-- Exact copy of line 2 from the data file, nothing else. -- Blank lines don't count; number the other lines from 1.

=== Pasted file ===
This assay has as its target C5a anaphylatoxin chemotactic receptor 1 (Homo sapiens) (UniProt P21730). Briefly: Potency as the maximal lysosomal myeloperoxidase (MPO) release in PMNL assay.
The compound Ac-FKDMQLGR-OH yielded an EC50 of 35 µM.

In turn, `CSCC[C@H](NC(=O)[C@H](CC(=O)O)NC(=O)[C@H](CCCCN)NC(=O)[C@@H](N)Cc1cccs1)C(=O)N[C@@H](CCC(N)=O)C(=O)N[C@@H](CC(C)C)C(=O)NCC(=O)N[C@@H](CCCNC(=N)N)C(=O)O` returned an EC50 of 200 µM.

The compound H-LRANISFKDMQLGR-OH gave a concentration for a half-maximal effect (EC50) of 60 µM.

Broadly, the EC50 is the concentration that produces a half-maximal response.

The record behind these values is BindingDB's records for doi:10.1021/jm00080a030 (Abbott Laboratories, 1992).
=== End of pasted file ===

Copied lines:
The compound Ac-FKDMQLGR-OH yielded an EC50 of 35 µM.